Among others, he instituted innovations in its internal management based on the TQM philosophy; the novel concept of Equivalent Teaching Sessions (ETS) for improved and dedicated teaching performance; the establishment of the Teaching Excellence Awards to put premium on quality instruction; the forging of international exchange programs with universities abroad to provide for the exchange of scholars, professional staff members and students and technology; and the establishment of the University Belt Consortium which serves as a platform for policy advocacy and whose recent representations with various government agencies resulted to the abolition of ROTC as a mandatory baccalaureate requirement.vTo further support its academic objectives, the University has created some new offices such as the Office of the General Education Curriculum (OGEC), the Center for Teaching Excellence (CENTEX) to cover faculty development, research, instructional technology and extension activities; the FEU Education Foundation to foster the faculty's professional growth and the creation of the Graduate Fellowship Program and Center for Studies on Urban Environment (FEU-SURE) to spearhead research in the university.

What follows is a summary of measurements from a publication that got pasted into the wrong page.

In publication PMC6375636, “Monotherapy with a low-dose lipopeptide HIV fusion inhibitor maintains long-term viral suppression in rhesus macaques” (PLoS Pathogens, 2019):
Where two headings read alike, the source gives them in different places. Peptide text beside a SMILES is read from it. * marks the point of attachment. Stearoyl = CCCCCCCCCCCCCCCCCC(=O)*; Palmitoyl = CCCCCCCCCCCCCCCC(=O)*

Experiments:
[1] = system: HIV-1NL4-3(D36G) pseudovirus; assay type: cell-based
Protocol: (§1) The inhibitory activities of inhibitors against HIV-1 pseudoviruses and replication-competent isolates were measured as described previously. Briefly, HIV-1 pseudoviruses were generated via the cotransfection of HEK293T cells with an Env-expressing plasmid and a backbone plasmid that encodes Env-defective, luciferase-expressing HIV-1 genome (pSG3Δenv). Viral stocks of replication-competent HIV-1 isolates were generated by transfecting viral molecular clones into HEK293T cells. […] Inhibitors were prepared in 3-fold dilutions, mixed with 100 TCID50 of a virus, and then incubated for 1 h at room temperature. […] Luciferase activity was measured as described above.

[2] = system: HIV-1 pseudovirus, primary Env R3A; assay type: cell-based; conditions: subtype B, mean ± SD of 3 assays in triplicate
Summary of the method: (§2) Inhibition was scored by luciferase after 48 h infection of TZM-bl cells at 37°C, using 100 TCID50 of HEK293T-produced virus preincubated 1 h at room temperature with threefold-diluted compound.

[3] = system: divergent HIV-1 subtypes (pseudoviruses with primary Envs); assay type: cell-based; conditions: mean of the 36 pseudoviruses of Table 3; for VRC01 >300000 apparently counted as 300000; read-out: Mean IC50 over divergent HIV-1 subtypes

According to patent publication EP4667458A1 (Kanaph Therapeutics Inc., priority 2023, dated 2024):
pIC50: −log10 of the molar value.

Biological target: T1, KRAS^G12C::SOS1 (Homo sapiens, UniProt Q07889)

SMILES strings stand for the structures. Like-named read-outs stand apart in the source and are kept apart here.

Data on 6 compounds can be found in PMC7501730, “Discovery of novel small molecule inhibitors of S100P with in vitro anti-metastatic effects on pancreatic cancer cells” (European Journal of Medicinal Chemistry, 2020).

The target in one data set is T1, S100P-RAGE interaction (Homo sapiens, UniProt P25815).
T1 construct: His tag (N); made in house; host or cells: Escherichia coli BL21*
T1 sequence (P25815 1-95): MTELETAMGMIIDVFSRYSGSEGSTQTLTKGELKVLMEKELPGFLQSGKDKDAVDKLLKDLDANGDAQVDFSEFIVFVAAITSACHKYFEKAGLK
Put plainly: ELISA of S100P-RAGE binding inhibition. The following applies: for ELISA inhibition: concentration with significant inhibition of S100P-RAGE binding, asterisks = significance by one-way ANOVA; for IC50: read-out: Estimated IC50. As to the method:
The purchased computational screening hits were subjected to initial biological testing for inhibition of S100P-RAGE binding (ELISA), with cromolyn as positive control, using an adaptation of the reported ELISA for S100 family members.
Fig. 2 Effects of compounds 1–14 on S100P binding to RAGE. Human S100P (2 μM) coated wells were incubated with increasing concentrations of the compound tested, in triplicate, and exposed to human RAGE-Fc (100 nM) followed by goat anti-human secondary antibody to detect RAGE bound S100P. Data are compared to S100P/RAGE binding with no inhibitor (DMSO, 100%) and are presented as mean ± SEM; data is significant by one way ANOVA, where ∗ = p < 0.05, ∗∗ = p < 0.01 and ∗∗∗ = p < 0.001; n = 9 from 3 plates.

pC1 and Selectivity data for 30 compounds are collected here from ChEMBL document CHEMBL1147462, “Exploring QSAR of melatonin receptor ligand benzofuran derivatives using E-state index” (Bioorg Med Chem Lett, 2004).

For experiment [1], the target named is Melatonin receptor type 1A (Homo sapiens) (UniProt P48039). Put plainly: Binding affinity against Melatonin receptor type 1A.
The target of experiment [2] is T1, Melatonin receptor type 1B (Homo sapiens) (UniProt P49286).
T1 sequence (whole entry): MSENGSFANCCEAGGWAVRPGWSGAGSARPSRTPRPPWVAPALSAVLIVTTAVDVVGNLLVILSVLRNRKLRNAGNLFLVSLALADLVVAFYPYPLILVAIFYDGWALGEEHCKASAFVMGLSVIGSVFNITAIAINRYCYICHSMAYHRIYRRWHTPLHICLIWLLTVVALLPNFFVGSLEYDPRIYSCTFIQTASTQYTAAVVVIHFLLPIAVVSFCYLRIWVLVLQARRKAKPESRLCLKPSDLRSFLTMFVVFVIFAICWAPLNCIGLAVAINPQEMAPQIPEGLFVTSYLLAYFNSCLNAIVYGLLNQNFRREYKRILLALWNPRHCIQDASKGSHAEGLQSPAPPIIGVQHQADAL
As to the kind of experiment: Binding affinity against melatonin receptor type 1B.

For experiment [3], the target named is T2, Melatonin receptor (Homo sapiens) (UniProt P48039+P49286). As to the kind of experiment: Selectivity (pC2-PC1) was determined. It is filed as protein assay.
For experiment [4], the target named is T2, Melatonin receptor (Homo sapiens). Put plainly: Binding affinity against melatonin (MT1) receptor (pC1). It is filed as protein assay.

FEU posted new benchmarks in various areas of academics, in government licensure examinations (both in bar and board exams), in the arts, in culture and in sports.

2002 onwards
On September 16, 2002 , a year after his renewal for his second term as FEU top executive, Dr. De Jesus was appointed by Philippine President Gloria Macapagal-Arroyo as DepEd Secretary to replace Sec. Raul Roco, who earlier resigned the cabinet post. This is the second time that a FEU executive was appointed to become an Education Secretary.